April 27, 2022: The Town of Edson will be testing the emergency siren at the Edson Fire Station on Wednesday, May 4th, 2022, at 6:45pm. This is a TEST ONLY. The test is a part of Emergency Preparedness Week on May 1-7, 2022.
Emergency Preparedness Week is a national awareness initiative that has taken place annually since 1996. It is a collaborative event undertaken by provincial and territorial emergency management organizations supporting activities at the local level, in concert with Public Safety Canada and partners. EP Week encourages Canadians to take three simple steps to become better prepared to face a range of emergencies:
· Know the risks
· Make a plan
· Get an emergency kit
The Town of Edson will be using this opportunity to test the emergency siren at the Edson Fire Hall. Prior to the current pager/radio systems, volunteer firefighters used to listen for the siren as a notice that they needed to get to the station for a call.

Town and County Councils reject Multiplex design/build proposals

Costs come in 45-57% higher than target budget; YCE Steering Committee to focus on alternative proposals to ensure equivalent project built

by Adrienne Tait
 
Council pushed pause on the proposed joint use multiplex facility at the Tuesday Council meeting.  The deadline for proposals was March 25th and both proposals received came in well over the $70 million budget.
Clark Builders/TBD Architects’ proposal came in at $84,349,308 ($496 per sq. ft) while the EllisDon /Stantec HMCA’s proposal was $90,819,951 ($436 per sq. ft.).  The original construction budget was $58mil with a $12mil contingency for additional owner costs.  The received proposals were between 45% - 57% higher than the target price for the design-build portion of the project.
In addition to price point concerns, the proposals differed from each other in both size and amenities.
Mayor Zahara said it could be argued that the smaller of the two “would not work for our community.”
County and Town Councils both voted in favour of rejecting the project proposals outright.
The recommendation was then made that “alternative proposals for an equivalent project” be pursued and was passed at the council meeting.  When asked if “equivalent project” meant looking for alternative plans for a recreation centre or if the wording opened up the possibility of pursuing a new Civic centre, library, arts center (or other major project discussed in the last few council terms) Mayor Zahara said the intent is to pursue a “similar concept with recreation programming under one roof.”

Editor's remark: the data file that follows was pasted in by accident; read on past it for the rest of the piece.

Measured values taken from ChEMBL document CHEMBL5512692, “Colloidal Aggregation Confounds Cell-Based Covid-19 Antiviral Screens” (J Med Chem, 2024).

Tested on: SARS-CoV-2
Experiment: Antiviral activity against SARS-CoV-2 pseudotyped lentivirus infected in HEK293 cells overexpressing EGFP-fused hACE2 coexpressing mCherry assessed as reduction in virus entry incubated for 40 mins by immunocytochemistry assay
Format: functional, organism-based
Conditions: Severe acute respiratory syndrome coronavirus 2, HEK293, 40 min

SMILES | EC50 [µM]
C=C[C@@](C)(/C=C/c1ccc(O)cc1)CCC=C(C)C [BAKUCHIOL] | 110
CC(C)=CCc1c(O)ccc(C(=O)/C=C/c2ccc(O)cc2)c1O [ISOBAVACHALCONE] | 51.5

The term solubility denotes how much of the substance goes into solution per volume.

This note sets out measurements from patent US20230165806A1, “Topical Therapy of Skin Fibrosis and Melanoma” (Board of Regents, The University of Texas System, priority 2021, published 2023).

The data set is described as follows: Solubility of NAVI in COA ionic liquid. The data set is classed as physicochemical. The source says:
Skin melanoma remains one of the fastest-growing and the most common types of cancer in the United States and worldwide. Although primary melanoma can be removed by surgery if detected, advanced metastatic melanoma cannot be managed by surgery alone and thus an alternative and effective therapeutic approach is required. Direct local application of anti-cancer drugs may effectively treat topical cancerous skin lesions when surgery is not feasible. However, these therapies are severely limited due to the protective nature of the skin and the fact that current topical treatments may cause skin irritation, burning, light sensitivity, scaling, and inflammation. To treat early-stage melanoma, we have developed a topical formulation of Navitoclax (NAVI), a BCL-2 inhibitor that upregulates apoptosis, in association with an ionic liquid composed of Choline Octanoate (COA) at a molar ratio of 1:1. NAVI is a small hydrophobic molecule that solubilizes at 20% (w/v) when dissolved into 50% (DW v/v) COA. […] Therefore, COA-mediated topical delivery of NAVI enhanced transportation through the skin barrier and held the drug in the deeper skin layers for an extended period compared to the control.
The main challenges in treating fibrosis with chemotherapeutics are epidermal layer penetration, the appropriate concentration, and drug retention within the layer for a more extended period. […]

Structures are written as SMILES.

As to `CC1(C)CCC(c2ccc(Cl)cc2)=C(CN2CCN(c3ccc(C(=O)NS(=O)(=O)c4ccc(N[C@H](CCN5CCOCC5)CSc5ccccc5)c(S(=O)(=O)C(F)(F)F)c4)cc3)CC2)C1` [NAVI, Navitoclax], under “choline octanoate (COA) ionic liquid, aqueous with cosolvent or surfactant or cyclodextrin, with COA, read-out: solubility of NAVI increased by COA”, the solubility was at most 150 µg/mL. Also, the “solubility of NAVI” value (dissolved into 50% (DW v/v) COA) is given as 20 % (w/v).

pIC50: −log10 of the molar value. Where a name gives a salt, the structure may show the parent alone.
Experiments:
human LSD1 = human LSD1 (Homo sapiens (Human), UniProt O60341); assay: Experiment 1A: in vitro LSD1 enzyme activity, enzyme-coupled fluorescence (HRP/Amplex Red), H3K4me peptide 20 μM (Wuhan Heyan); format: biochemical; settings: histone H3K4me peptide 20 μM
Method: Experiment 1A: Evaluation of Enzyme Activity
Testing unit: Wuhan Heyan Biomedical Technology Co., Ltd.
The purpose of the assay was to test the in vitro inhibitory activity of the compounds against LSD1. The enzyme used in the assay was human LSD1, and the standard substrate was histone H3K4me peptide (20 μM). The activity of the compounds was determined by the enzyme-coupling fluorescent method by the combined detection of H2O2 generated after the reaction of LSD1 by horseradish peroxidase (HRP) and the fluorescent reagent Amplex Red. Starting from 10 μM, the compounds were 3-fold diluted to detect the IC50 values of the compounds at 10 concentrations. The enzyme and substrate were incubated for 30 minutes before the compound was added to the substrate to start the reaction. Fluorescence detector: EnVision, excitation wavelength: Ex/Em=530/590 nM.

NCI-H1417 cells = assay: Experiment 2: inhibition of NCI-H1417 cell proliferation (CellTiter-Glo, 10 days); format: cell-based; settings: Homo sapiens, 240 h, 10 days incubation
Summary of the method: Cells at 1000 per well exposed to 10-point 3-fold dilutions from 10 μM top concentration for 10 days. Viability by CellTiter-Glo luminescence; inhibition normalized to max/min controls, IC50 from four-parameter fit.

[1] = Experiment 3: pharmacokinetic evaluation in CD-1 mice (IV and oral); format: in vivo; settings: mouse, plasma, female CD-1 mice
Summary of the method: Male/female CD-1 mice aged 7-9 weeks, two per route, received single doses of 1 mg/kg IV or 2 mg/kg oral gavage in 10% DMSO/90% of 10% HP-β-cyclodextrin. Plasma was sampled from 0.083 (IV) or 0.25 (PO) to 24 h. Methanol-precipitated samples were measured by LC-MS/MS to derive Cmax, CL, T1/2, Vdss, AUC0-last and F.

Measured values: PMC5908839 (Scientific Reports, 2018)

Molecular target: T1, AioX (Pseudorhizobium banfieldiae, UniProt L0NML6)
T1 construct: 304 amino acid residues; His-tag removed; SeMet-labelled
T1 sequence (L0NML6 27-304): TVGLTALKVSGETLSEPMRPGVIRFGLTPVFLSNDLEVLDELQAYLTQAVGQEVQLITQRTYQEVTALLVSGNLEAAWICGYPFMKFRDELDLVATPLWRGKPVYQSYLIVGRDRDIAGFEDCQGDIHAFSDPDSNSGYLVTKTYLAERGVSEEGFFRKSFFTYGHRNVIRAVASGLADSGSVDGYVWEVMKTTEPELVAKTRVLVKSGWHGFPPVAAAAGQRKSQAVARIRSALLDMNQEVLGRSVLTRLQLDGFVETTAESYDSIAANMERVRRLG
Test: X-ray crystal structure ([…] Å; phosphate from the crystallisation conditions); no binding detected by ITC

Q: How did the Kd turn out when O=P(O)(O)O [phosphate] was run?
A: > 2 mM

In a release from the Town the high bid was attributed mainly to supply chain issues, commodity prices, and labour shortages. “This type of price escalation is not normal and is based on the current situation in the world. There is always a certain amount of inflation expected but nothing like this,” said Zahara in a follow up interview.
Adding to the complexity of the situation is the $20mil in federal grant funding that has been secured and designated for the original project.  Mayor Zahara confirmed the grant was pledged based on the scope as outlined.  However, the steering committee and administration for Town and Council are working with the grant administrators to ensure the grant can be used on an alternative project.  Construction inflation has become a problem across the country and the grant administrators recognized the challenge.
“While they can’t guarantee a change to our grant approval with a different project submission, they were open to working with us to facilitate the best submission possible for the grant, and for the Town and County. Ensuring that $20 Million is available for the project is critically important,” said Zahara.
If the project does not move forward in some form the funding is then lost - that potential loss is pushing the two municipalities to work together towards another proposal.